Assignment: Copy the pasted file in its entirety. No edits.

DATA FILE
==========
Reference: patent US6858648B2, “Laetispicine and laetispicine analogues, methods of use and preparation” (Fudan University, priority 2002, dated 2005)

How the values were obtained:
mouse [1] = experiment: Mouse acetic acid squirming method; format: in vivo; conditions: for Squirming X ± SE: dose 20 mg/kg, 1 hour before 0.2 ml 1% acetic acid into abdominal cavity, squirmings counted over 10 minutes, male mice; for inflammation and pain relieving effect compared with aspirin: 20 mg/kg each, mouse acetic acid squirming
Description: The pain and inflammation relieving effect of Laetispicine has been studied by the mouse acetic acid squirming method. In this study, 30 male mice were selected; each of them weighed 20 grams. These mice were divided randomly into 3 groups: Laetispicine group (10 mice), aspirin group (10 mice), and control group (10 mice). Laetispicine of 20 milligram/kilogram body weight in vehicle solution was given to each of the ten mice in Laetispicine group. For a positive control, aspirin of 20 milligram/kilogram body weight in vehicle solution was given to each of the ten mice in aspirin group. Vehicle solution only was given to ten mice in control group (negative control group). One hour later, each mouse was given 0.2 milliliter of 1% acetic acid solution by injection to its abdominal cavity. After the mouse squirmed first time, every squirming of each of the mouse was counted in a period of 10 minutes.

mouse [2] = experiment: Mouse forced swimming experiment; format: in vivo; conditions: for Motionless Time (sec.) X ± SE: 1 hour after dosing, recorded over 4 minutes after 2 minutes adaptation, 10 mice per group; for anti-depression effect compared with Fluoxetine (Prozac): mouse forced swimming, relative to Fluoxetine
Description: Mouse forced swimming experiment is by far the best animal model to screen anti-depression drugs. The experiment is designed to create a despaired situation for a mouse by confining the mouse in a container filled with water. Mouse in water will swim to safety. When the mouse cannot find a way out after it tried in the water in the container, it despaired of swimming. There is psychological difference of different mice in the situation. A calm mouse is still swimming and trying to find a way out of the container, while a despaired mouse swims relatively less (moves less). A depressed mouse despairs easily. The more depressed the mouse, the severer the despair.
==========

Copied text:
Reference: patent US6858648B2, “Laetispicine and laetispicine analogues, methods of use and preparation” (Fudan University, priority 2002, dated 2005)

How the values were obtained:
mouse [1] = experiment: Mouse acetic acid squirming method; format: in vivo; conditions: for Squirming X ± SE: dose 20 mg/kg, 1 hour before 0.2 ml 1% acetic acid into abdominal cavity, squirmings counted over 10 minutes, male mice; for inflammation and pain relieving effect compared with aspirin: 20 mg/kg each, mouse acetic acid squirming
Description: The pain and inflammation relieving effect of Laetispicine has been studied by the mouse acetic acid squirming method. In this study, 30 male mice were selected; each of them weighed 20 grams. These mice were divided randomly into 3 groups: Laetispicine group (10 mice), aspirin group (10 mice), and control group (10 mice). Laetispicine of 20 milligram/kilogram body weight in vehicle solution was given to each of the ten mice in Laetispicine group. For a positive control, aspirin of 20 milligram/kilogram body weight in vehicle solution was given to each of the ten mice in aspirin group. Vehicle solution only was given to ten mice in control group (negative control group). One hour later, each mouse was given 0.2 milliliter of 1% acetic acid solution by injection to its abdominal cavity. After the mouse squirmed first time, every squirming of each of the mouse was counted in a period of 10 minutes.

mouse [2] = experiment: Mouse forced swimming experiment; format: in vivo; conditions: for Motionless Time (sec.) X ± SE: 1 hour after dosing, recorded over 4 minutes after 2 minutes adaptation, 10 mice per group; for anti-depression effect compared with Fluoxetine (Prozac): mouse forced swimming, relative to Fluoxetine
Description: Mouse forced swimming experiment is by far the best animal model to screen anti-depression drugs. The experiment is designed to create a despaired situation for a mouse by confining the mouse in a container filled with water. Mouse in water will swim to safety. When the mouse cannot find a way out after it tried in the water in the container, it despaired of swimming. There is psychological difference of different mice in the situation. A calm mouse is still swimming and trying to find a way out of the container, while a despaired mouse swims relatively less (moves less). A depressed mouse despairs easily. The more depressed the mouse, the severer the despair.